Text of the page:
When the reasons are more complex or less obvious, an inquiry needs to be undertaken. The process begins with the applicant telling the story of their marriage to a representative of the tribunal. For some this will be a healing experience in itself. Based on this initial interview, the applicant will be advised whether there are probable grounds for a declaration that the marriage was invalid.
If the applicant is judged to have a case for invalidity and decides to proceed, he or she will be asked to nominate a number of people – e.g. family, friends, and colleagues – who can confirm the story of the beginnings, course and decline of the relationship.
The applicant’s former spouse is also invited to give his or her perspective on what happened. All these ‘witnesses’ are interviewed privately, and written statements are prepared. There are no public or open court sessions, no crossexaminations or face-to-face meetings between the parties.
Based on these interviews and written statements, a tribunal official prepares a written dossier summarising the case, which is then presented to the tribunal for a decision. Tribunal officials include lay people as well as priests. The tribunal’s task is to discern whether the marriage was valid or not.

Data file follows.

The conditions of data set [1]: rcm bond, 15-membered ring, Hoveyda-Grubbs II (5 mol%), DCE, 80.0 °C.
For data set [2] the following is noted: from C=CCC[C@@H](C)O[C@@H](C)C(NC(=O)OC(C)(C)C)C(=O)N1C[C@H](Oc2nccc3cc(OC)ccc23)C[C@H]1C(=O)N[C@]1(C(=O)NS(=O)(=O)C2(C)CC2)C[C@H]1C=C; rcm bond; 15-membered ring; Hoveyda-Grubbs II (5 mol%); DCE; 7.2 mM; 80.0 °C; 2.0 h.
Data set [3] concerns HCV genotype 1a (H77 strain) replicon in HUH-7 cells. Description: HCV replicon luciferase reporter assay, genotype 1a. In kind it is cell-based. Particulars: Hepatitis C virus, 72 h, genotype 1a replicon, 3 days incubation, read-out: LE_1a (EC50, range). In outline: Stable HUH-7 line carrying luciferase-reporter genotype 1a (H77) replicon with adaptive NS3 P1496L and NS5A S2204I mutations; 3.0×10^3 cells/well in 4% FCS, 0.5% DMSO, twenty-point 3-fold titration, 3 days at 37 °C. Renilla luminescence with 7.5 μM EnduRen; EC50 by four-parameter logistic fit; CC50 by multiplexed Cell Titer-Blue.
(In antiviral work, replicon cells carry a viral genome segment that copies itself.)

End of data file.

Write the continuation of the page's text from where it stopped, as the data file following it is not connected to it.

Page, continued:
Sometimes people are surprised when they hear that a couple whom they thought had been happily married for many years have received an annulment. It may even make them doubt the tribunal process. However, the inner life of a marriage is usually known to very few people and sometimes not even understood by the couple themselves.
The rigour of the tribunal process provides reassurance that its decisions are well founded and reliable. Evidence both for and against the validity of the marriage is always considered. Every case where an annulment is considered appropriate is subject to a review process. As Pope Benedict recently stated, this canonical process is not there to complicate life or to sharpen tensions, but only to serve the truth that is part of the human and Christian journey of each of the faithful (Address to Rota 2006).
In Australia, the tribunal process can take up to 18 months, but is often quicker than this. The process is not usually expensive, but most tribunals ask applicants who are able to do so to contribute to the administrative costs involved.
The total payment asked, which is always much less than the actual cost, can be paid by instalments as the process unfolds. No applicant will be turned away simply because they can’t make the payment; special consideration will always be given.